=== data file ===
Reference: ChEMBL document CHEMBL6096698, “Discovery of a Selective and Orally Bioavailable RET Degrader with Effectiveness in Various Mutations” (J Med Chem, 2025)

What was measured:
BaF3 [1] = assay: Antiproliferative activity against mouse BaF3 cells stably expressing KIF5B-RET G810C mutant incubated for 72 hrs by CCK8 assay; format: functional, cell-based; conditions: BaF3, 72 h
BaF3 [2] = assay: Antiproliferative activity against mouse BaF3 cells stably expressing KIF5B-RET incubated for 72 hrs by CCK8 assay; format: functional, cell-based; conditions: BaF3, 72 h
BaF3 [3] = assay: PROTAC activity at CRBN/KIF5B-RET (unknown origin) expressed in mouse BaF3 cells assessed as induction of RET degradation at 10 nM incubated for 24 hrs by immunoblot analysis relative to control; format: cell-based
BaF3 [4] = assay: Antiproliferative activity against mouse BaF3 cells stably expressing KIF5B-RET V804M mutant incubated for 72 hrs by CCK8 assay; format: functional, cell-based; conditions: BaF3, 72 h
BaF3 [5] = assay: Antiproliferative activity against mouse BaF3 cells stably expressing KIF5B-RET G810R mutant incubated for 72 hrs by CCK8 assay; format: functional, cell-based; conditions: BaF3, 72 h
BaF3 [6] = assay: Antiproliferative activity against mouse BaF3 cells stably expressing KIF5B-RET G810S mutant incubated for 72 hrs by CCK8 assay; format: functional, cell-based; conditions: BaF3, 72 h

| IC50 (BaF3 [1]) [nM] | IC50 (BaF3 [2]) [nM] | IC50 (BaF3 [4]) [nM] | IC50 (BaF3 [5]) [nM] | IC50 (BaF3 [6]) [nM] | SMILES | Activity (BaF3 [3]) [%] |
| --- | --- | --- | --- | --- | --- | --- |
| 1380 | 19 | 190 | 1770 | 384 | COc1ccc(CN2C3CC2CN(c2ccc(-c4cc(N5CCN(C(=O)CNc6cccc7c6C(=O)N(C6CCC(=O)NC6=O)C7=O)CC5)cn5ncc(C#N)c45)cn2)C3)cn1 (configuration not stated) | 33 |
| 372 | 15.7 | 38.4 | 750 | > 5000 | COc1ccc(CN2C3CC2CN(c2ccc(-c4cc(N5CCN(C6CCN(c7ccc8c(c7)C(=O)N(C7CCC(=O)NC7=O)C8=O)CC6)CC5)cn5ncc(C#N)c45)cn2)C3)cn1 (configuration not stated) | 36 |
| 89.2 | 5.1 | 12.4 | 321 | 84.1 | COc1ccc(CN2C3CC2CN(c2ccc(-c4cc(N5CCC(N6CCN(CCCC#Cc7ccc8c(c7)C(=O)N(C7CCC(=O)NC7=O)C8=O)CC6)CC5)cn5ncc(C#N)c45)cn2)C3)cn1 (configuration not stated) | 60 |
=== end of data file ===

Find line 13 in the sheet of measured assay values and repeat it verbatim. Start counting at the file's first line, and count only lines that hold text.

| 89.2 | 5.1 | 12.4 | 321 | 84.1 | COc1ccc(CN2C3CC2CN(c2ccc(-c4cc(N5CCC(N6CCN(CCCC#Cc7ccc8c(c7)C(=O)N(C7CCC(=O)NC7=O)C8=O)CC6)CC5)cn5ncc(C#N)c45)cn2)C3)cn1 (configuration not stated) | 60 |